Tribal constitutions geared to protect the subsistence way of life often include language such as, "To protect and preserve the wildlife and natural resources within the area under the jurisdiction of the tribe which its members rely on for subsistence."
Statements of such magnitude support the Alaska Board of Game and the Alaska Department of Fish and Game wolf predator control program.
The state is merely taking precautions for the predator not to decimate the prey. We agree with former Alaska Gov. Frank Murkowski, who said: "We've got a state to manage and a game population to manage, and we've got to do it not on a basis of emotion but on a basis of sound science."
The anti-fur attacks of the 1970s, '80s and '90s eliminated a traditional supplemental income source for many rural Alaskans after publicizing it as a "barbaric industry." Now, the same factions have united against aerial wolf hunting.
Many special interest groups have absolutely no clue about the "real" living conditions here in rural Alaska. Here on the frontlines, predators such as wolves and bears are taking a large toll on the animals such as moose and caribou we depend on for survival.
Please note that it is not that easy task to wean Alaska Native people from wild red meat in the hope that they might become compassionate vegans within a generation.
Thus, it is advisable that the animal rights community learns more about Alaska Native culture and traditions before attempting to impose changes that only do more harm than good scientifically and humanely speaking.
Just last fall, the residents of the Yukon River village of Marshall had marauding rabid wolves raid the village, killing 12 sled dogs, and approximately 20 or more dogs were put down for fear of a rabies outbreak. We are not alone: people near Fairbanks and Anchorage lost a few dogs to hungry wolves.
One major critic, People for the Ethical Treatment of Animals, or PETA, is an organization that claims more than 1.8 million members. It is the largest animal rights group in the world.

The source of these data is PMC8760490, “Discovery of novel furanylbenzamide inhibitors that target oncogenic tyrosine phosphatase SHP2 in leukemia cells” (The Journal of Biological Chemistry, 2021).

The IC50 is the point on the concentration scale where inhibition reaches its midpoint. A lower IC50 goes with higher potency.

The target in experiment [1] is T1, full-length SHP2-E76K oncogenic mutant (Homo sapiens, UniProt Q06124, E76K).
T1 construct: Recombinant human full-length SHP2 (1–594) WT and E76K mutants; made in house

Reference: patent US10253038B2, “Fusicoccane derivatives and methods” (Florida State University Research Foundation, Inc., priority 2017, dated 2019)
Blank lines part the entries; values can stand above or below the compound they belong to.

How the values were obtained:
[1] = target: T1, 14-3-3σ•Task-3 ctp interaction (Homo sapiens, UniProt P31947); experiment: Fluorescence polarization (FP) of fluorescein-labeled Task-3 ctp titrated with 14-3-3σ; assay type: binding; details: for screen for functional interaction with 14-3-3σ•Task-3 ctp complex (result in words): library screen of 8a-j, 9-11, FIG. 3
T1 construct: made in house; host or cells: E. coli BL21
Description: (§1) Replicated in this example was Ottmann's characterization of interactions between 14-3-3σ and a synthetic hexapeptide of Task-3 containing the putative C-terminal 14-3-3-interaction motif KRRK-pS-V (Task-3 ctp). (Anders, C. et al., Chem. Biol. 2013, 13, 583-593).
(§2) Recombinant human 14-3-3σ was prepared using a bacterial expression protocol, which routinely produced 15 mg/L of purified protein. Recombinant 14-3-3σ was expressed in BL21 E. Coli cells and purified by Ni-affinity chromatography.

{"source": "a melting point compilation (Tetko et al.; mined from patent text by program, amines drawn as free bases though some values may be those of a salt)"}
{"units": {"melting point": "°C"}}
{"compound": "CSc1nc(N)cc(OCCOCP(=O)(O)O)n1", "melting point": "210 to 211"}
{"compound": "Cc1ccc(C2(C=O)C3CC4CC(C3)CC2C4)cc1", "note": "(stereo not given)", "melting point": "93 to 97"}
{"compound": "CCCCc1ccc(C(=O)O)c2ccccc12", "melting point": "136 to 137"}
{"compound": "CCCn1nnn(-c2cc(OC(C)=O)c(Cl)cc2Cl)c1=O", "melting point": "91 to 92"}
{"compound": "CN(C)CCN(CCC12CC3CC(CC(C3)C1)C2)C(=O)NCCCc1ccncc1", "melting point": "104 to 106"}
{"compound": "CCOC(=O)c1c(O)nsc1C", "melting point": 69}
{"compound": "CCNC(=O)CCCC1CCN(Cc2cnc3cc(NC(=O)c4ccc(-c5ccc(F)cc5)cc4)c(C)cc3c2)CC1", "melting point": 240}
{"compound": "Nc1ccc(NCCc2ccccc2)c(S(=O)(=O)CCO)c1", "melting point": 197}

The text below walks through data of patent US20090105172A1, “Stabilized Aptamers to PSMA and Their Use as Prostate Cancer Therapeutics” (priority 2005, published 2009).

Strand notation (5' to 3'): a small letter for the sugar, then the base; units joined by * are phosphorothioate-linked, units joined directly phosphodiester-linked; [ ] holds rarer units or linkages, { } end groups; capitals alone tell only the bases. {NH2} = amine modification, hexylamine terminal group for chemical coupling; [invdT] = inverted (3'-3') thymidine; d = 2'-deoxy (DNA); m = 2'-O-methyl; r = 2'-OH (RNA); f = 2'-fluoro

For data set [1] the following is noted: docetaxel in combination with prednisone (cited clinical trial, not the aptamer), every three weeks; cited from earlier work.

It says, "Animals are not ours to eat, wear, experiment on, or use for entertainment."
This political engine is well-funded and even has Hollywood celebrities speaking on its behalf.
Their campaign also targets children. One graphic pamphlet, "Your Daddy Kills Animals," shows a cartoon father gutting a fish, accompanied by this text: "Since your daddy is teaching you the wrong lessons about right and wrong, you should teach him fishing is killing. Until your daddy learns it's not fun to kill, keep your doggies and kitties away from him. He's so hooked on killing defenseless animals, they could be next."
Do Alaska Natives have something to say on this matter? Simply and loudly, yes.
The Federal Subsistence Management Program quotes, "Subsistence fishing and hunting provide a large share of the food consumed in rural Alaska." The state's rural residents harvest about 22,000 tons of wild foods each year - an average of 375 pounds per person.
A 2004 Report on the Status of Alaska Natives by the University of Alaska Institute for Social and Economic Research indicates that our people in Western Alaska consume 640 pounds of wild food per capita. Fish makes up about 60 percent of this harvest.
Nowhere else in the United States is there such a heavy reliance upon wild foods. This dependence on wild resources is important to our cultural, physical, social and economic lives. Alaska's indigenous inhabitants have relied upon the traditional harvest for thousands of years and have passed this way of life, its culture, and values down through generations.
No one ought to threaten it.
Jason S. Isaac and Nick P. Andrew Jr. are president and administrator, respectively, of Ohogamiut Traditional Council of Marshall.